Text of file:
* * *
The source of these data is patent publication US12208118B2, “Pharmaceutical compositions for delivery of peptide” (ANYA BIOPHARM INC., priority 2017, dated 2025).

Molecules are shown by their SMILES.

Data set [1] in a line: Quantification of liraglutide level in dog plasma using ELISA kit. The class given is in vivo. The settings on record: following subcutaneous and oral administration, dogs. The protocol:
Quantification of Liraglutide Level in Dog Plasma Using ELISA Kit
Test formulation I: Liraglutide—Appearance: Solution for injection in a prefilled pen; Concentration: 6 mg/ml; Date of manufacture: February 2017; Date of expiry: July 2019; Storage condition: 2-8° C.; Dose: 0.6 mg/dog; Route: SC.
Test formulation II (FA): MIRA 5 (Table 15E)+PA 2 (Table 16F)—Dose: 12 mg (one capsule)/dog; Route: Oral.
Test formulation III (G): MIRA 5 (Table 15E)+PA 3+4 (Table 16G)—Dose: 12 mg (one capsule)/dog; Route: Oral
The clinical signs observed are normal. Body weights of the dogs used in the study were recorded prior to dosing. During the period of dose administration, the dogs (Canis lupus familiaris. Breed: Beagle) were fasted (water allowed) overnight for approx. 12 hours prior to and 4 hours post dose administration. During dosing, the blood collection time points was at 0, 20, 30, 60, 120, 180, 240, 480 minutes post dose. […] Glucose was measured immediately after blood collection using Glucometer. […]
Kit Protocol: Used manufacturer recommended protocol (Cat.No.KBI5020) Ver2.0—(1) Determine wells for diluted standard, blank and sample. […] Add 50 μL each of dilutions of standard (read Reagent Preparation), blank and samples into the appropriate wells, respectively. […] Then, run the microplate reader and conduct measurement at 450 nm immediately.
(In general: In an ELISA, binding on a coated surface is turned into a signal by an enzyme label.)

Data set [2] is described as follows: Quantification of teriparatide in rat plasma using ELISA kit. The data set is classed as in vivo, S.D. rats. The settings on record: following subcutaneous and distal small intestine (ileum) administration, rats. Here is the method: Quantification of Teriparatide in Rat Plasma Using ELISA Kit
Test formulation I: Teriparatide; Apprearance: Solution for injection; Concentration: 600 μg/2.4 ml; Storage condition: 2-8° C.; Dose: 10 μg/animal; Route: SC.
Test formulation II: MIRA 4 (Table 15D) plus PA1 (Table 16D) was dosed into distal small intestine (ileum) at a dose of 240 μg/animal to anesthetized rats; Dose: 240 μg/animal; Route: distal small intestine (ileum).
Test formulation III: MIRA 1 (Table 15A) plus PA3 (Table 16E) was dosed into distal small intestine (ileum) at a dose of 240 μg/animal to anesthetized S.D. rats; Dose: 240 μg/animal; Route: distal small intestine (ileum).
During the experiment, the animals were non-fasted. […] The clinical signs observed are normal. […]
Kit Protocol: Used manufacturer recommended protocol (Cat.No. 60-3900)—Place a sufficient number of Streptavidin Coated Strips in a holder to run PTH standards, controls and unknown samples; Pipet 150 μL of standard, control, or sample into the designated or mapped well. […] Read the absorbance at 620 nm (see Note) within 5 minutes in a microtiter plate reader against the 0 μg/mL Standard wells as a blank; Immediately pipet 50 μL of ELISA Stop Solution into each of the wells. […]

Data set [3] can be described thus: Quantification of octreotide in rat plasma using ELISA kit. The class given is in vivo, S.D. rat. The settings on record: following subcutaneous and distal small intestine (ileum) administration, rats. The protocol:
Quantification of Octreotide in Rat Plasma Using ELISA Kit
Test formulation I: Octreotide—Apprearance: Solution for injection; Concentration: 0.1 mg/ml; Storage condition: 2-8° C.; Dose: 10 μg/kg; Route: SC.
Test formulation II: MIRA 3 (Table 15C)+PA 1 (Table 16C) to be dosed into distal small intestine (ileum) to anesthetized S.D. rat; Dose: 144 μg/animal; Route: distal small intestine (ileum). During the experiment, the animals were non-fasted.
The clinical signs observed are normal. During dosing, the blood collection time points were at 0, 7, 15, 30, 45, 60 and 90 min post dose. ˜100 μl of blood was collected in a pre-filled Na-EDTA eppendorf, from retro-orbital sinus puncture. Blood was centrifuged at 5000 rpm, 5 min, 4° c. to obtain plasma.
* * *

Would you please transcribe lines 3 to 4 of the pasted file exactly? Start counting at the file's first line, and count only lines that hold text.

Data set [1] in a line: Quantification of liraglutide level in dog plasma using ELISA kit. The class given is in vivo. The settings on record: following subcutaneous and oral administration, dogs. The protocol:
Quantification of Liraglutide Level in Dog Plasma Using ELISA Kit